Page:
Landes returned to New York in 1939, working briefly as a researcher for Gunnar Myrdal's study of African Americans. Unable to obtain a permanent position at a university, she worked in several other short term positions throughout most of her career. During World War II, Landes was a research director for the Office of the Coordinator for Inter-American Affairs (1941) and consultant for President Franklin D. Roosevelt's Fair Employment Practices Committee on African American and Mexican American cases (1941-44). In 1945, Landes directed a program created by Pearl S. Buck and a group of interdenominational clergy to analyze pending New York anti-discrimination legislation. She moved to California the following year to work for the Los Angeles Metropolitan Welfare Council on a study of race and youth gangs. After her contract ended, she moved back to New York and was hired as a contract researcher for the American Jewish Congress (1948-50). She also participated in Columbia University's Research in Contemporary Cultures (1949-51), studying Jewish families. She coauthored with Mark Zborowski, "Hypothesis concerning the Eastern European Jewish Family." From 1951 to 1952, Landes spent a year in London, funded by a Fulbright fellowship to study colored colonial immigrants and race relations in Great Britain.
After her fellowship ended, Landes returned to the United States and held short term appointments at several universities. She taught at the William Alanson White Psychiatric Institution in New York (1953-54), the New School for Social Research in New York (1953-55), University of Kansas (1957, 1964), University of Southern California (1957-62), Columbia University (1963), Los Angeles State College (1963), and Tulane University (1964). At Claremont Graduate School, Landes helped to develop and direct the Claremont Anthropology and Education Program (1959-62).
It was not until 1965 that Landes obtained a permanent faculty position at McMaster University in Hamilton, Ontario; she was recruited for the position by Richard Slobodin. Due to Ontario's age retirement law, Landes was forced to retire in 1973 at the age of 65. She continued to teach part-time until 1977, when she became professor emerita.
Landes passed away at the age of 82 on February 11, 1991.
Cole, Sally. 2003.
Ruth Landes: A Life in Anthropology
. Lincoln, Nebraska: University of Nebraska Press.
1908 October 8
Born Ruth Schlossberg in New York City
B.A. in sociology, New York University
M.S.W., New York School of Social Work, Columbia University
Married to Victor Landes
Social worker in Harlem
Studied Black Jews in Harlem
Began graduate work in anthropology at Columbia University
Studied the Ojibwa in Ontario and Minnesota (in field periodically)
Research Fellow, Columbia University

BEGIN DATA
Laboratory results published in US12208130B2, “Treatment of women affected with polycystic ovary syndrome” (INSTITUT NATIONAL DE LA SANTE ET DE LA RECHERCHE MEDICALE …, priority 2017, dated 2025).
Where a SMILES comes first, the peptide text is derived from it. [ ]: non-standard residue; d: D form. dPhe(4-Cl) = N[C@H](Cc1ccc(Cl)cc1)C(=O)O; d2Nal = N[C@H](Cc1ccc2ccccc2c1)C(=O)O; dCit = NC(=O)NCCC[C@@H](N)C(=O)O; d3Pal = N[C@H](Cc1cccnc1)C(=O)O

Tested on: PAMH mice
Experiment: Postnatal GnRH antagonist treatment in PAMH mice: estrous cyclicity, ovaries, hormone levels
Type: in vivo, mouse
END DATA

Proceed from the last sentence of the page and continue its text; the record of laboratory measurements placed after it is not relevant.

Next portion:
Studied the Santee Sioux (Dakota) in Minnesota
Studied the Potawatomi in Kansas
Ph.D., Columbia University
Instructor, Brooklyn College
Instructor, Fisk University
Studied Afro-Brazilians and Candomblé in Brazil, especially at Bahia
Researcher on Gunnar Myrdal's study, “The Negro in America”
Research Director, Office of Inter American Affairs, Washington, D.C.
Representative for Negro and Mexican American Affairs, Fair Employment Practices Committee (FEPC), President Franklin D. Roosevelt Administration
Interim Director, Committee Against Racial Discrimination, New York
Researcher, study of Mexican American youth, gangs, and families, Los Angeles Metropolitan Council
Researcher, American Jewish Congress, New York
Research consultant, study on Jewish families in New York for Research in Contemporary Cultures Project, Columbia University
Fulbright Scholar, to study colored colonial immigration into Great Britain
Lecturer, William Alanson White Psychiatric Institution, New York
Lecturer, New School for Social Research, New York
Married to Ignacio Lutero Lopez
Visiting Professor, University of Kansas
Visiting Professor, University of Southern California
Consultant, California agencies (Department of Social Work, Bureau of Mental Hygiene, Department of Education, Public Health Department) and San Francisco Police Department
Director, Geriatrics Program, Los Angeles City Health Department
Visiting Professor and Director of Anthropology and Education Program, Claremont Graduate School
Extension Lecturer, University of California, Los Angeles and University of California, Berkeley
Extension Lecturer, Columbia University
Extension Lecturer, Los Angeles State College
Consultant, International Business Machines (IBM)
Visiting Professor, Tulane University
Professor, University of Kansas
Field work with Potawatomi in Kansas
Professor at McMaster University
Studied urban development in Rio de Janeiro
Studied bilingualism and biculturalism in Spain, Switzerland, South Africa, United States, and Canada (in Spain and the United States concentrated on Basques)
Became part-time faculty member at McMaster University
Professor Emerita, McMaster University
Award of Merit from the University of Wisconsin, Green Bay
1991 February 11
Died in Hamilton, Ontario
Establishment of the Ruth Landes Memorial Research Fund at Research Institute for the Study of Man (RISM)